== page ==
Mehrpooya M.,University of Tehran |
Mohammadi A.H.,Center Energetique et Procedes |
Richon D.,Center Energetique et Procedes
Industrial and Engineering Chemistry Research | Year: 2010
In this communication, we report an extended artificial neural network algorithm to estimate sulfur content of sour/acid gases. The main advantage of this algorithm is that it eliminates any need for characterization parameters, due to the tendency of sulfurs to react, required in thermodynamic models. To develop this tool, reliable experimental data found in the literature on sulfur content of various gases are used. To estimate the sulfur content of a gas, the information on temperature, pressure, gravity of acid gas free gas, and the concentrations of hydrogen sulfide and carbon dioxide in the gas are required. The developed algorithm is then used to predict independent experimental data (not used in its development). It is shown that the artificial neural network algorithm can be used as an efficient tool to estimate sulfur content of various gases. © 2010 American Chemical Society.
Rivera-Tinoco R.,Center Energetique et Procedes |
Bouallou C.,Center Energetique et Procedes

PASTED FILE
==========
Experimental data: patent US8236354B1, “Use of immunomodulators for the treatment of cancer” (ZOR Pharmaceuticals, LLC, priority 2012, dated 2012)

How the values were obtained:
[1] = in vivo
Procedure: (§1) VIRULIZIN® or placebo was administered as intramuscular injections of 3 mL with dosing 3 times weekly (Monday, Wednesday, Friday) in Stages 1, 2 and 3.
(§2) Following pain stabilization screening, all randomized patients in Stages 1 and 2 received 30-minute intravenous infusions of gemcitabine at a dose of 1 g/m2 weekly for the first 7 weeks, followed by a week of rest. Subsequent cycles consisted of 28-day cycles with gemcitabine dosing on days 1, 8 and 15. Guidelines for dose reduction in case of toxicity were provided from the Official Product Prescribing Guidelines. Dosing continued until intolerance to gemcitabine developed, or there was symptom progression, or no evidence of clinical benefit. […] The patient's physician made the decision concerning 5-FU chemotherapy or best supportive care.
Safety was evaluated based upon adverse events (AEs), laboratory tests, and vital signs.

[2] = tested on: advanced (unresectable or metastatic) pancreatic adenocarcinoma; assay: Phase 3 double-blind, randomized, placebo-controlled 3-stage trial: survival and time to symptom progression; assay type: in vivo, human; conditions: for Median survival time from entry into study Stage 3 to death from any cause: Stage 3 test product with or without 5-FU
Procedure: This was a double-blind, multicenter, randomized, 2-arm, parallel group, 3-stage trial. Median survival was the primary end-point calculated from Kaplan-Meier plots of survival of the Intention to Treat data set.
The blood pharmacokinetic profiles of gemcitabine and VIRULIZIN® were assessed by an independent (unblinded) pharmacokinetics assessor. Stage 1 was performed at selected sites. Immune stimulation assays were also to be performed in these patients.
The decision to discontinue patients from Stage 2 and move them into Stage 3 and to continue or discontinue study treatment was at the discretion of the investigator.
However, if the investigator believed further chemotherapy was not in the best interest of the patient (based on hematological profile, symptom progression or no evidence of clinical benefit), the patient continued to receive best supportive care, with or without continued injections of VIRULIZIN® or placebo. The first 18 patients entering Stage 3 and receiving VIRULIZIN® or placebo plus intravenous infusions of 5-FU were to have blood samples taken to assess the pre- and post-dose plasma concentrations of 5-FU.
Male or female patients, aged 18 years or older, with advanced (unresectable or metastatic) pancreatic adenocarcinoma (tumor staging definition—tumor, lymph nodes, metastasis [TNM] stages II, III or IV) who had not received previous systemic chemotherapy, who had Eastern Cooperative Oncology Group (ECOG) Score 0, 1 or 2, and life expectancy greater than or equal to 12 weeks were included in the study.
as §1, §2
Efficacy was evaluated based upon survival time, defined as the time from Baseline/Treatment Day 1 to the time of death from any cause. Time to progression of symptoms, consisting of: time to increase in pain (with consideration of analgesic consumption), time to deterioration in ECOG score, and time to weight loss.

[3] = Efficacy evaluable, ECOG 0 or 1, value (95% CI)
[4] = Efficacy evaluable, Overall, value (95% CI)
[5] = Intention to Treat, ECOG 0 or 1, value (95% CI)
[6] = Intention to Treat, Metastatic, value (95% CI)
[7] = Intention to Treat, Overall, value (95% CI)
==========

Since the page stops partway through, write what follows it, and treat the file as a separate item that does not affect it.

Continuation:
Journal of Cleaner Production | Year: 2010
In this work we present the experimental results of absorption rates and absorption capacity for the CO2 absorption by ammonia (NH3) aqueous solutions. Experiments are carried out in a thermoregulated Lewis-type cell reactor and are achieved in temperature and concentration ranges of 278-303 K and 2-5wt.% NH3 respectively. The obtained values for absorption kinetic rates and absorption capacity are compared with those available for alkanolamine solvents, commonly used to absorb CO2. In order to achieve this comparison, data available in studies about alkanolamine solvents at 303-333 K and 5-50wt.% for alkanolamines solutions were considered. Results show that CO2 absorption by NH3 is faster than the one carried out by MDEA, except for 2wt.% NH3 at 288 K. At 278 K and using aqueous solutions of 3wt.% NH3, the absorption rate is almost identical to the one reached with MDEA solvent. The highest absorption capacity, also compared with alkanolamine solution, is reached with aqueous solutions of 5wt.% NH3 at 278 K and 303 K. © 2010.